The supervisor has the burden of making the employee feels appreciated, but the manager plays an important role. A small chat with new employees to say hello and welcome them to the team is enough to establish a relationship. Do not stop there, during the next couple of days or weeks talk with them again. This time ask how they feel, and what they need. Clarify what the job priorities are. It is important to clarify that nobody expects them to know everything. Encourage them to make questions, and clarify doubts.

Onboarding is not the only time for this kind of conversation. You already build the foundation for a respectful relationship with your employees. A relationship based on trust, do not stop listening or caring about their needs or concerns. Stopping will means the end of it.

There is no guarantee that this will incline the scale towards a stay in the company vs. leaving. But, it will help to keep them on the job rather than leaving. Do you want to keep your team together? Start by listening and being sensitive to their needs.

Continuous Improvement, Motivation

To lead your team so they can led you

It happens time after time, I feel down and our employees cheer me up!

As leaders, we are responsible for the lives of our employees but yet many of us don’t understand that important piece of our job.  When I started to work as a team leader, my father told me a couple of rules that he always followed himself.  His first rule was to always respect the people, never ask them to do something you are not willing to do yourself.  The second rule was to never forget that you are responsible for them, their security, their learning, and their success.

Over the years I kept these rules as my north, nothing like practice to learn day by day how to be a better leader.  Through the years I learned that employees look up to their supervisors until they don’t.  When the supervisor shows no respect or care, people stop respecting them and after that their commitment and motivation are gone too.

I make a conscious effort every day to respect. lead, motivate, develop, recognize the good, teach the right way and never get complacent using continuous improvement as the road map to success.  Some days are better than others, but something of this is working because I have seen many of my employees to grow up to become great leaders.  I can tell the difference between employees that enjoy their jobs and those who do not.  When you find those employees on your way, their passion and attitude towards their work cheer you up.

Our job as leaders is to exercise our responsibility and keep working to positively affect the lives of our employees.  Motivation, positivism, and commitment are contagious, let’s spread it!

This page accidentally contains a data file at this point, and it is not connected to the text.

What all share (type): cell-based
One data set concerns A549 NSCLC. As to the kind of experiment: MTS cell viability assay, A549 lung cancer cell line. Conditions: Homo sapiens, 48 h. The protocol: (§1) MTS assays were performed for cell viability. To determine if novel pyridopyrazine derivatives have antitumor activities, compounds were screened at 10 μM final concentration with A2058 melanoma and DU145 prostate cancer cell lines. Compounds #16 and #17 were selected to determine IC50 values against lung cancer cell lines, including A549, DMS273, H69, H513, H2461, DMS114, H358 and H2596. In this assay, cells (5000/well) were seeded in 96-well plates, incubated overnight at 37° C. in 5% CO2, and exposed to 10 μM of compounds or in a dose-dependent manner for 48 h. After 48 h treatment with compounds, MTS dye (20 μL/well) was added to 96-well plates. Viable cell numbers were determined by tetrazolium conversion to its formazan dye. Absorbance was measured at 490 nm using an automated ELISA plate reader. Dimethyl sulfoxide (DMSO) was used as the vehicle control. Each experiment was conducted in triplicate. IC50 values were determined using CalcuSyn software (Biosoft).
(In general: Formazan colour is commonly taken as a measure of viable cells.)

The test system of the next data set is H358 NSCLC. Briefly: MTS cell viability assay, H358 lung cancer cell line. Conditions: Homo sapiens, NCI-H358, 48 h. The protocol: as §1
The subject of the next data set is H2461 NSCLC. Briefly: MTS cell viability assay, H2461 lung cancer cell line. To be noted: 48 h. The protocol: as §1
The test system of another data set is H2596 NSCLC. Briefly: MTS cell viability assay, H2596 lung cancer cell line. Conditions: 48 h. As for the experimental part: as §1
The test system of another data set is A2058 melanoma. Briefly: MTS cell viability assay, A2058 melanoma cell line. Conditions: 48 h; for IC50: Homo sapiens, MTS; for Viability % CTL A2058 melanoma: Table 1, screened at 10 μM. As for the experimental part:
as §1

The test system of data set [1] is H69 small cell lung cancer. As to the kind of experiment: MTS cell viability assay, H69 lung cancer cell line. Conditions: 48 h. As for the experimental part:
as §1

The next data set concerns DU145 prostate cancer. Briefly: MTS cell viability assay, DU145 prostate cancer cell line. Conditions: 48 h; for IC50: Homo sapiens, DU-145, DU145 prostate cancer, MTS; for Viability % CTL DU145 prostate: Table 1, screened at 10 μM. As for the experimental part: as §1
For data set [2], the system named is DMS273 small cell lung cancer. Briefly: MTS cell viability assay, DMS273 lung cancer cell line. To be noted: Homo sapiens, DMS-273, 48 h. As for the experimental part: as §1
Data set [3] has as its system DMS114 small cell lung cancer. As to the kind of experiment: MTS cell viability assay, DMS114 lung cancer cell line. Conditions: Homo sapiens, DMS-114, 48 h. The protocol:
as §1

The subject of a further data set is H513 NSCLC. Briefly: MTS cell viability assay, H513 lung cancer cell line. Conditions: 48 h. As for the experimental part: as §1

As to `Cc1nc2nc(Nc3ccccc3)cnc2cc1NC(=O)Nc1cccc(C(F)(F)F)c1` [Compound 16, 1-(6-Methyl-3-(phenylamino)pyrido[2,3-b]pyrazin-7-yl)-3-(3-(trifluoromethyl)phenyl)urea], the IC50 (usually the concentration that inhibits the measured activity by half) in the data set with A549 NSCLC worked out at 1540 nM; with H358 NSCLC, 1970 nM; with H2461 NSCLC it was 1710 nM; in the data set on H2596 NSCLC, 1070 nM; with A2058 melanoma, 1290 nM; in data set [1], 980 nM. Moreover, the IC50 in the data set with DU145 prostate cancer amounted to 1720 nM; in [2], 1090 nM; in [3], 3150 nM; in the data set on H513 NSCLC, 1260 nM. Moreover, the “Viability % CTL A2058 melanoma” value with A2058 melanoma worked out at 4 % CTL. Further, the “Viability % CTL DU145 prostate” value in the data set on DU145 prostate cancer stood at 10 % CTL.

Motivation, Workplace

Is it better together?

“The running thread through my career has been the notion that when ordinary people get involved, get engaged, and come together in a collective effort, things change for the better,” President Obama

Do you remember when you were a child and your parents ask you to clean your room?  Not that you wanted to do it but if you had to do it any way you wanted to do it your way.  But your mother insisted on telling you where you have to store every action figure, every puzzle, every little thing you have.  After a short but intense struggle, you end up doing what she said.

When we are trying to improve a process, most of the time we feel the urgency to jump straight to the answer without even asking what happen.  That same urgency pushes us to tell people what we think has to be done without asking for their input.  Imposing ideas in the workplace is never a good way to improve the process much less the work environment.  It is just like the children following his mother’s instructions with reluctance, not a single intention to make it work.

A visit to the gemba is never complete without interaction with the employees. Observation of the process is critical but when the time comes to ask for why’s, do not ask yourself or other managers, ask the person(s) doing that process.  Even if the answer is obvious, you need to engage the employees by asking with respect, guiding them through the root cause analysis process.  Allow them the chance to express their ideas and proof them right.  If they were wrong, still there is a learning process.  Take the learn lessons with you and guide them through a start over.

The more people participate in this process, more and better ideas will come through and together we will change things for the better.  That is the spirit of a problem-solving people-focused workplace.